The 2020 Data Center: ILTA 2014 session
As the law firm of the future looks globally to serve its clients, cloud-based data solutions will become even more crucial to survive. But with data storage regulations varying from country to country, how are law firm IT departments supposed to find a cost-effective, secure and practical answer?
“By the time you review and propose the solution, build it and train your team on how to use it, your firm may be 18 months behind, or more,” noted Daniel Neises, director of technology operations and strategy of Sedgwick LLP in San Francisco.
“Clients will demand that [your firm have access to the cloud], but there’s a need for caution,” Sharon Martin, systems engineering manager at Cisco said. “Think about the technology you can deploy today.”
Martin added that the answer may not be an all-or-nothing solution, but a hybrid that enables firms to use both public and private cloud storage.
Among the concerns voiced during the panel were around an emerging group of countries, particularly Russia, that have begun to impose new laws barring the storage of data regarding its citizens outside of its borders.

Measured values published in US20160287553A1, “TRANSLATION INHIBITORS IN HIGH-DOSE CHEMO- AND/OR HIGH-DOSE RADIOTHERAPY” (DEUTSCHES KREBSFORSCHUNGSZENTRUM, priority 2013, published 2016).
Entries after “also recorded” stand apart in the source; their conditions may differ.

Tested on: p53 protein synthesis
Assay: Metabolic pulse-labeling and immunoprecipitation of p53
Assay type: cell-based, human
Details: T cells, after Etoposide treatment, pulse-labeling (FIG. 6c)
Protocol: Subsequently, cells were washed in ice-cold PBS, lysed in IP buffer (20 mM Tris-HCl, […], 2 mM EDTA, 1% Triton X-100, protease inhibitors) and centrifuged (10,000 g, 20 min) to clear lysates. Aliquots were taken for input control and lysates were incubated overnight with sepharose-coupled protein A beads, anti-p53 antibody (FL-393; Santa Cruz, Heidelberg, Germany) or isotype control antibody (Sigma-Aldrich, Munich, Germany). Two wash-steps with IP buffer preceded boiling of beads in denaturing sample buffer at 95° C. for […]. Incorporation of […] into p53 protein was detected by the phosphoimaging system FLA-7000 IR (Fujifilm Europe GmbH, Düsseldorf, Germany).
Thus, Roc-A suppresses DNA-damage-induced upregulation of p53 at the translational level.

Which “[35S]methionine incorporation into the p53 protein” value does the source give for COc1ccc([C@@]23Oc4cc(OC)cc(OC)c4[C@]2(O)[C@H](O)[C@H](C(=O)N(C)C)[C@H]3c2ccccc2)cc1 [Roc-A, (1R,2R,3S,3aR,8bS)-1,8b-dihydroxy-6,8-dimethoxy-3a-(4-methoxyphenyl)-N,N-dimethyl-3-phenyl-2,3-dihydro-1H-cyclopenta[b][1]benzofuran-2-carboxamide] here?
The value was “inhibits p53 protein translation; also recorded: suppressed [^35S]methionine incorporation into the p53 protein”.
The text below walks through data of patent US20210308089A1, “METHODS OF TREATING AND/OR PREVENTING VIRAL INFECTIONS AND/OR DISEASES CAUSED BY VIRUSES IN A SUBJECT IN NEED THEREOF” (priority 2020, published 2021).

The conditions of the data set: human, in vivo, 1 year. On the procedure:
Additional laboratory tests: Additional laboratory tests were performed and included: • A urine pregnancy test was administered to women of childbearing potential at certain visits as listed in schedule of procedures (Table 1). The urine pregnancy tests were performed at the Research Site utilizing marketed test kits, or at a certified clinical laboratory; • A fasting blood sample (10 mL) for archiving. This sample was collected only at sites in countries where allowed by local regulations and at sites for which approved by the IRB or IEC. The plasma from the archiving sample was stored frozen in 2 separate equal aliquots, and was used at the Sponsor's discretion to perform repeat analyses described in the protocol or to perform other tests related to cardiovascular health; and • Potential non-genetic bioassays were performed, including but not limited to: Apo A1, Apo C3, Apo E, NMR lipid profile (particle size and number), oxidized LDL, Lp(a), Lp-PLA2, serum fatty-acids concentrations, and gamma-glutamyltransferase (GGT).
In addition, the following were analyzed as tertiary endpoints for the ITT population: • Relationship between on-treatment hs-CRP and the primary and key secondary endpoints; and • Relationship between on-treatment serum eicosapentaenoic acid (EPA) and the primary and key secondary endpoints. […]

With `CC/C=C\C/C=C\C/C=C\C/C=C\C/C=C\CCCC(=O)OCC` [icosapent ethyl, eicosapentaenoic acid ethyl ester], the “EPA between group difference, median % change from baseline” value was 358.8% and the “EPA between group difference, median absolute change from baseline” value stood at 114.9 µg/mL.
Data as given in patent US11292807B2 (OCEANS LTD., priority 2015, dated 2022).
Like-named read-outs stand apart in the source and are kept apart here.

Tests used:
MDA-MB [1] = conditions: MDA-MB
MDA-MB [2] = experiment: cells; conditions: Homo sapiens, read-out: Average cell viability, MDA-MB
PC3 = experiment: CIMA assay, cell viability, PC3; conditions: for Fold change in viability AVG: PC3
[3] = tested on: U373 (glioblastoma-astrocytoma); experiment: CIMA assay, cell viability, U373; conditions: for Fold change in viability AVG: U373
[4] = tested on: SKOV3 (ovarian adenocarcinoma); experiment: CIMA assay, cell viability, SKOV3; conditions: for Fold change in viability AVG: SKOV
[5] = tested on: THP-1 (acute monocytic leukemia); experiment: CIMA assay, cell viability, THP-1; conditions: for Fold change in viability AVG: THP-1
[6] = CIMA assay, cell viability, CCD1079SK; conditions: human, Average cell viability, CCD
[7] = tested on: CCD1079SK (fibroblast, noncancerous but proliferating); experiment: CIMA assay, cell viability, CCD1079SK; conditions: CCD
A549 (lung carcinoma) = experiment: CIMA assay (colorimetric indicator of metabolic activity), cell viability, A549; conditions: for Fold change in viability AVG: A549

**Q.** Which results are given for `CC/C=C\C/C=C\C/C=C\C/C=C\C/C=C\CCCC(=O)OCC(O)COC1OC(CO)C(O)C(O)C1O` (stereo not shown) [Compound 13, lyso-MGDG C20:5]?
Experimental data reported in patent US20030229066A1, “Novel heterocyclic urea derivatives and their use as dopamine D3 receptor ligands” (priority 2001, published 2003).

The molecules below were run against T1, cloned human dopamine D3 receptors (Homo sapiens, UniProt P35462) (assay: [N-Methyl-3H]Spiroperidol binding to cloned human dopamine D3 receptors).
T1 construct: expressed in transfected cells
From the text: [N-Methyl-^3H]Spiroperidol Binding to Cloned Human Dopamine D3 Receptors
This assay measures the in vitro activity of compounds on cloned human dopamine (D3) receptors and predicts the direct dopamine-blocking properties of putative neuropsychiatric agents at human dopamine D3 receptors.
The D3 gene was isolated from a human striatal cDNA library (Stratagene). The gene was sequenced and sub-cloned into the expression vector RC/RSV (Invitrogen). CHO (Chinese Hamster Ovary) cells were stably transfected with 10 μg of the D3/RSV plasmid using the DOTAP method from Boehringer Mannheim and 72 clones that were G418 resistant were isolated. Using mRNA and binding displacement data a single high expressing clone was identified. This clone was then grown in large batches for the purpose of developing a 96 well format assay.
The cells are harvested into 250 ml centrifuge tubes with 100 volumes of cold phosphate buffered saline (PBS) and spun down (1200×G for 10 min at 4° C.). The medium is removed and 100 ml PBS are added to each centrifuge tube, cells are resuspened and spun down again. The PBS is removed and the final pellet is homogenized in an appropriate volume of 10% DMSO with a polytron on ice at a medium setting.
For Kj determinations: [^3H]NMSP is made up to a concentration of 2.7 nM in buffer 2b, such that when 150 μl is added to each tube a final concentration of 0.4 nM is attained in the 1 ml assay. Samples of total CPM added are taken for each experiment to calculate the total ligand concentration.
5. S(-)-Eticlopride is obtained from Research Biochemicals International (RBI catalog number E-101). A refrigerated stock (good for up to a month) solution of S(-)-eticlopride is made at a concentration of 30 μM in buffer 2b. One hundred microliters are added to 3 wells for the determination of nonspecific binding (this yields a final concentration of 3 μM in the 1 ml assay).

As Fred Pinkett, senior director of product marketing for NASUNI, noted, it is best to work closely with auditors and regulators to make sure data is maintained appropriately while resisting the urge to move all cloud storage in-house, or vice versa. Of course, the question then becomes: how do IT departments maintain security while fostering innovation and flexibility in this space? That answer was not as concrete.
“It’s important to support the people in law firms who are asking for the solutions, such as Box and Dropbox, on firm-owned devices that they need to help do their work,” Pinkett said, “If you don’t, they’ll do it anyway.”